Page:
Working arrangements were cited by 33 percent as the highest priority if they were to move to a new job, WTW survey finds.

More than half of UK respondents (58%) cited pay as a top reason they would look for a new job.

Two in five (43%) would leave for a pay increase of 5 percent or less.

One in five employees (22%) would even move to a new job for the same pay.

Pay is an important factor for employees, “but more and more we’re seeing job security and flexibility cited as key concerns for workers in their quest for career satisfaction,” says Work & Rewards Leader at WTW, Alasdair Wood.

“Employers must look to the strength of their overall packages in relation to the needs of their staff. In many cases, this means enhancing health and retirement benefits, offering flexibility and focusing on staff wellbeing.”


Why are flexible working arrangements such a high priority?

The importance of flexible working arrangements has resulted after a change in work patterns, fuelled by the pandemic.

As companies kick-start their plans to bring their workforce back to the office, the survey found that most employees (59%) want to work remotely, either most of the time (34%) or in a hybrid arrangement that splits their time (25%).

Only 41 percent would rather work onsite.

Those who want remote working arrangements are mostly women, younger people, and low-income workers.

However, the WTW survey also shows that younger people are concerned that remote working may have a negative impact on their career development, with many missing the social interaction at work.

Therefore, there are clear advantages and disadvantages to remote working.

In the survey, 71 percent of workers were shown to agree that working remotely has helped them achieve a better work-life balance. Also, 62 percent agree that their working resources meet their needs for remote working.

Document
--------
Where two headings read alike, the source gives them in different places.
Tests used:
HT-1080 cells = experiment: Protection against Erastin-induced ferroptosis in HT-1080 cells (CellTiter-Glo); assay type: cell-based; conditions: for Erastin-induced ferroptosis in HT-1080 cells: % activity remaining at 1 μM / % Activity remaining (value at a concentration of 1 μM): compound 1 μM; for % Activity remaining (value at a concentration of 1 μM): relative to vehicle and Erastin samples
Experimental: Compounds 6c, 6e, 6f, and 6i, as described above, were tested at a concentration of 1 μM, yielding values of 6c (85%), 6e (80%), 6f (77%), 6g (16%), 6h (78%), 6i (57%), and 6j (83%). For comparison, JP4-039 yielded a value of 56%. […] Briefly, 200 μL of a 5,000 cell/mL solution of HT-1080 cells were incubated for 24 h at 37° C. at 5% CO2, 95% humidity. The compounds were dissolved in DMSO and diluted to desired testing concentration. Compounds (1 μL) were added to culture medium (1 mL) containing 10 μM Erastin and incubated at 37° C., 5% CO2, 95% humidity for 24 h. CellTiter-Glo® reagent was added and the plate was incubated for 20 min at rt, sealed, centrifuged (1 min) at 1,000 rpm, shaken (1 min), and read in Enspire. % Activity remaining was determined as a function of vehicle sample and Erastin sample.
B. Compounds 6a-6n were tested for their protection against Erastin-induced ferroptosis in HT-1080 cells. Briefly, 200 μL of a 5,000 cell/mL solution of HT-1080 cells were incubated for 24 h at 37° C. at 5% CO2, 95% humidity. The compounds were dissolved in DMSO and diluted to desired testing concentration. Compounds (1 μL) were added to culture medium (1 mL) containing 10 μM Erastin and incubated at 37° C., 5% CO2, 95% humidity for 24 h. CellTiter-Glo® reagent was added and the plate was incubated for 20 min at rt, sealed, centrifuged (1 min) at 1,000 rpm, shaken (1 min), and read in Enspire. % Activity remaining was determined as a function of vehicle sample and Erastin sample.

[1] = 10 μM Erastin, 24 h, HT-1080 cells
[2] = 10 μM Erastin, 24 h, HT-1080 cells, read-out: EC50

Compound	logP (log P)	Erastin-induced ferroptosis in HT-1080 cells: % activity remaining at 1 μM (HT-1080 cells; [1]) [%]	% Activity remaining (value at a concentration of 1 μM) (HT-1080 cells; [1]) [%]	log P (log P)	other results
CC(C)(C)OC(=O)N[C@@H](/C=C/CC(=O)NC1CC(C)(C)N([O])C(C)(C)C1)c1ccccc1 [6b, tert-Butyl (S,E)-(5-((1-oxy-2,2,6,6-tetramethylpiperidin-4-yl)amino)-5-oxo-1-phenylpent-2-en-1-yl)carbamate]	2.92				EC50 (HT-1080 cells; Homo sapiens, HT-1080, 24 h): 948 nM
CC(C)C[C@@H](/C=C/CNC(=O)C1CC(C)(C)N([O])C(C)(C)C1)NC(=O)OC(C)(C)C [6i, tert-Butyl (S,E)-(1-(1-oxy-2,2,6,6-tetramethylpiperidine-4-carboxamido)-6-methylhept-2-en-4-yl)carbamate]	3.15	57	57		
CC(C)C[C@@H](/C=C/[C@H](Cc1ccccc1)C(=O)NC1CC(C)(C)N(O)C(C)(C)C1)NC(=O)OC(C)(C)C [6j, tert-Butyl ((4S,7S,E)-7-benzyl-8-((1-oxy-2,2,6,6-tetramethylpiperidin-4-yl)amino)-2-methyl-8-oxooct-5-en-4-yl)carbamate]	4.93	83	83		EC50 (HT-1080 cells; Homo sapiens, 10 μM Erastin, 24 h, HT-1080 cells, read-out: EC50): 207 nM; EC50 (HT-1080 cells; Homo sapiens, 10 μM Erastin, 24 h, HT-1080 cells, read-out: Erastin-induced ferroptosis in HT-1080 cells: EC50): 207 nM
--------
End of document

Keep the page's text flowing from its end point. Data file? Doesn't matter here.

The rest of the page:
However, half of employees feel disconnected from their team while working from home and 39 percent fear that remote working will have a negative impact on career development.


What are the implications of this?

“The findings suggest that employees continue to job hunt at the same pace as last year and that the labour exodus is not yet over,” said Wood.

“There’s a pressure for employers to find ways to better meet their workers’ needs, particularly on issues such as wellbeing, engagement, skills development and career structure in order to tip the scales, so that employees choose to stay.”

To reduce the risk of losing employees to better career opportunities, employers need to adequately and rapidly address their worker’s wellbeing and financial needs.

With April marking Stress Awareness Month, now is a great opportunity for employers to amplify their employee wellbeing strategies.

“Against a backdrop of increasing uncertainty, it is little wonder so many of us are prioritising our mental wellbeing. Everyone deals with worry, anxiety and stress differently, so it’s important that, across workplaces, employers are creating environments that enable open dialogue. And, importantly, each of us should feel empowered to find those methods that work best for us and that aid our overall wellbeing,” says Mental Health First Aider, Bethan Dacey.

Addressing wellbeing, financial, and employee satisfaction concerns will help curb the tide of the Great Resignation.






Amelia Brand is the Editor for HRreview, and host of the HR in Review podcast series. With a Master’s degree in Legal and Political Theory, her particular interests within HR include employment law, DE&I, and wellbeing within the workplace. Prior to working with HRreview, Amelia was Sub-Editor of a magazine, and Editor of the Environmental Justice Project at University College London, writing and overseeing articles into UCL’s weekly newsletter. Her previous academic work has focused on philosophy, politics and law, with a special focus on how artificial intelligence will feature in the future.